EXCLUSIVE Malaysia saw a whopping RM150 billion (US$47 billion) in illicit money siphoned out of the country in 2009, making it the top four countries suffering the highest illicit capital flight.
This amount is in addition to the staggering loss of RM927 billion (US$291 billion) over a period of nine years - between 2000 and 2008 - says the latest report by Washington-based financial watchdog Global Financial Integrity (GFI).
In January, GFI sparked an uproar when its ground-breaking report , ‘Illicit Financial Flows from Developing Countries', ranked Malaysia at No 5 among the countries with massive outflow of illicit capital.
In an update to its earlier report - this time supplemented by figures from 2009 - GFI said Malaysia, which has suffered a cumulative lost of RM1,077 billion (US$338 billion) over the past decade, maintains its No 5 spot.
The rankings of the top four countries remain relatively the same - China (with a loss of US$2,500 billion) is ranked No 1, followed by Mexico (US$453 billion), Russia (US$427 billion) and Saudi Arabia (US$366 billion).
The latest GFI report, ‘Illicit Financial Flows from Developing Countries Over the Decade Ending 2009', is penned by economists Sarah Freitas and Dev Kar ( right ), who is a former senior economist at the International Monetary Fund.
Bribery, theft, kickbacks, tax evasion
According to the authors, the estimates are based on balance of payments, bilateral trade and external debt data reported by member countries to the IMF and the World Bank.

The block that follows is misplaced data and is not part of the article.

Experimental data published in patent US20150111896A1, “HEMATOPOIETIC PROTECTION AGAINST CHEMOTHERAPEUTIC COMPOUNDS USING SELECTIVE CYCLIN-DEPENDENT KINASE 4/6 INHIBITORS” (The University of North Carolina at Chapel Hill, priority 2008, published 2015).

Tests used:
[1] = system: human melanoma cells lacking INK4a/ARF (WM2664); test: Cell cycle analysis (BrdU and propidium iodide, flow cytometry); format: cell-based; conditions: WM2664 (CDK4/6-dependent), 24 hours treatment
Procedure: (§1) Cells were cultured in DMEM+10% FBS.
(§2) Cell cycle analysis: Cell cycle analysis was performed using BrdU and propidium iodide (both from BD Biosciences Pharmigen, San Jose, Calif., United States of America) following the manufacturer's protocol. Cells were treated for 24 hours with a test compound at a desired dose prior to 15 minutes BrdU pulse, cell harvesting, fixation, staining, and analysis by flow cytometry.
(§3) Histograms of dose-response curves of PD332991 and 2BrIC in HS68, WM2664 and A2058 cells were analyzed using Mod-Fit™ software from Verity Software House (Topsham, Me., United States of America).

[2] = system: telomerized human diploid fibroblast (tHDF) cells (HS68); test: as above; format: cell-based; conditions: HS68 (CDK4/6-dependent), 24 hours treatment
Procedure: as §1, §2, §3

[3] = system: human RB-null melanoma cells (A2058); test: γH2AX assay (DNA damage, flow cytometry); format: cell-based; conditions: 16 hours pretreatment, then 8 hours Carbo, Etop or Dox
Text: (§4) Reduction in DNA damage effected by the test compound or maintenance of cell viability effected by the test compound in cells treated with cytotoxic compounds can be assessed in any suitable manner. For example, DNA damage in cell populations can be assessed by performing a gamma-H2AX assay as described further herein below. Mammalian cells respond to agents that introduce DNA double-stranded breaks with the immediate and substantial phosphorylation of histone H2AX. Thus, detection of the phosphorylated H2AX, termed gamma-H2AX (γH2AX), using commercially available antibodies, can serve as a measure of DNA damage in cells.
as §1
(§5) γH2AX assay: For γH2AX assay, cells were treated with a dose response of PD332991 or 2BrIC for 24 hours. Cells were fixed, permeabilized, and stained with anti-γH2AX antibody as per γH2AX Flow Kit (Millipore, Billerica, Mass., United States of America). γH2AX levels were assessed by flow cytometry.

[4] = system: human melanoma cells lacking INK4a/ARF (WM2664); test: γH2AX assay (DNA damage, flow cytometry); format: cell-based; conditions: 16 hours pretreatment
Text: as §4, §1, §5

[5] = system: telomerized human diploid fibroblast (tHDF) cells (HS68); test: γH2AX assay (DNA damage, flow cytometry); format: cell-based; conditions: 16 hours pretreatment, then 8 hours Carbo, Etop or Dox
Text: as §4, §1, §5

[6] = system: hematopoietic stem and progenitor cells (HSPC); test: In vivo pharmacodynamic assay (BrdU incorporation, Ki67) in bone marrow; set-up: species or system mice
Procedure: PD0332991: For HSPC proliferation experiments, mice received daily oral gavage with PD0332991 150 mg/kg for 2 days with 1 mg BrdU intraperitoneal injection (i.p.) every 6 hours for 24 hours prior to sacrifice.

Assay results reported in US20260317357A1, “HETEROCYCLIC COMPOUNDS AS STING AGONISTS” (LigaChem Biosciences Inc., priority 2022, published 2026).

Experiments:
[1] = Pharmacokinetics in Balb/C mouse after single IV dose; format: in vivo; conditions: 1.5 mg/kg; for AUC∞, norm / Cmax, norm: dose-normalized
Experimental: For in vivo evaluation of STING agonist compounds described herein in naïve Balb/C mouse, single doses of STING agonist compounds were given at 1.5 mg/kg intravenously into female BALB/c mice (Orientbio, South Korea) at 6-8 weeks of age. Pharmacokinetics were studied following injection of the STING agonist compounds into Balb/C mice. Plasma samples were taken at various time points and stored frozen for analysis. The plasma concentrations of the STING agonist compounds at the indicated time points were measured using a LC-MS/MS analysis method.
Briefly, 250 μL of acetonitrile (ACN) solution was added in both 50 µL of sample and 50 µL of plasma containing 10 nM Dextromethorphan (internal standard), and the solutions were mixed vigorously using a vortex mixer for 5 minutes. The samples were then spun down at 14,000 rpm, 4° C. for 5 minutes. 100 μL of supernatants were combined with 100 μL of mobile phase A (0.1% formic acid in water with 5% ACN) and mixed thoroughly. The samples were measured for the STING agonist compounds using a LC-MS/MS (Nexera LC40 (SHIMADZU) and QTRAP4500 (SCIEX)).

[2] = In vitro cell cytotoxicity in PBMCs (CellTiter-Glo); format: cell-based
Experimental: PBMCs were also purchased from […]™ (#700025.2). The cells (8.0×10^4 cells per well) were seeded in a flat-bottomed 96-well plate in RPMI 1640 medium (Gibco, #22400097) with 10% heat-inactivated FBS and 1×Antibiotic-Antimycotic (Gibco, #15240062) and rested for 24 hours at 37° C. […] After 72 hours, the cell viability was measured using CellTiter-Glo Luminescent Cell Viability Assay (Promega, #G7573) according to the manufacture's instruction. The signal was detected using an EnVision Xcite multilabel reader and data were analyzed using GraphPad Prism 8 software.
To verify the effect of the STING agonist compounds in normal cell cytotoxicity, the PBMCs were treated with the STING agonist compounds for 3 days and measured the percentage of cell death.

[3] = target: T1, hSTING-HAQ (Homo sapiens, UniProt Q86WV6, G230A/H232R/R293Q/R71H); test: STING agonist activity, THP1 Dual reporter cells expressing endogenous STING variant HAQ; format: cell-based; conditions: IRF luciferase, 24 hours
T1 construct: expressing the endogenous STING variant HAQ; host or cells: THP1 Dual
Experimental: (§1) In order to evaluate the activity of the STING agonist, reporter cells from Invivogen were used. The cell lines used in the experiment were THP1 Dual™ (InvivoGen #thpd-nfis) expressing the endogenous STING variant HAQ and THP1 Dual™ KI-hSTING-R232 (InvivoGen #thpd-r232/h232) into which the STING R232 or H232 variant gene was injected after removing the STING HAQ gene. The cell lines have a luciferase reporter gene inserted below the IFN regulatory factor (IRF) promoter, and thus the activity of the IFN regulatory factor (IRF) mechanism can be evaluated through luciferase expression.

"Unrecorded capital leakages through the balance of payments capture illicit transfers of the proceeds of bribery, theft, kickbacks and tax evasion," says the report.
Asia accounted for almost half the global share of illicit financial outflows (45 percent), driven largely by China and Malaysia.
However, GFI found that there was a dip in illicit capital outflows in 2009, but this was attributed to the global financial crisis instead of systematic improvements in governance or economic reform in these countries.
"This is a breathtakingly large sum at a time when developing and
developed countries alike are struggling to make ends meet," said GFI
director Raymond Baker.
"This report should be a wake-up call to world
leaders that more must be done to address these harmful outflows."
GFI pointed out that the financial flows from Malaysia have more than tripled from US$22.2 billion (RM71 billion) in 2000 to US$68.2 billion (RM218 billion) in 2008.
"This growth rate, seen in few Asian countries, may be a result of significant governance issues affecting both public and private sectors," it lamented.
Bank Negara launches probe, but...
Following the release of the report in January, Prime Minister Najib Razak, who is also the finance minister, pushed the ball to Bank Negara's court , saying that it would provide an explanation on the findings.
"There can be many reasons, but let Bank Negara provide more specific comments on that," Najib told journalists when quizzed about the matter.
Soon after, Deputy Finance Minister Donald Lim announced that Bank Negara has launched a probe .
But to date, Bank Negara has yet to announce the result of its investigations nor explain the massive illicit capital flight, despite offers of help from top GFI economists.
However, Deputy International Trade and Industry Minister Mukhriz Mahathir (left) has dismissed GFI claims as "bizarre" .
"We do not see the need to look into it. If you go through the report, they have made quite a few bizarre claims against several countries," Mukhriz said.
"Going by Bank Negara's figures, we know how much exactly is going out, so you can hardly consider those figures (from GFI) as factual."
According to GFI, increasing transparency in the global financial system will help reduce the outflow of illicit money from developing countries.
It recommends the following measures: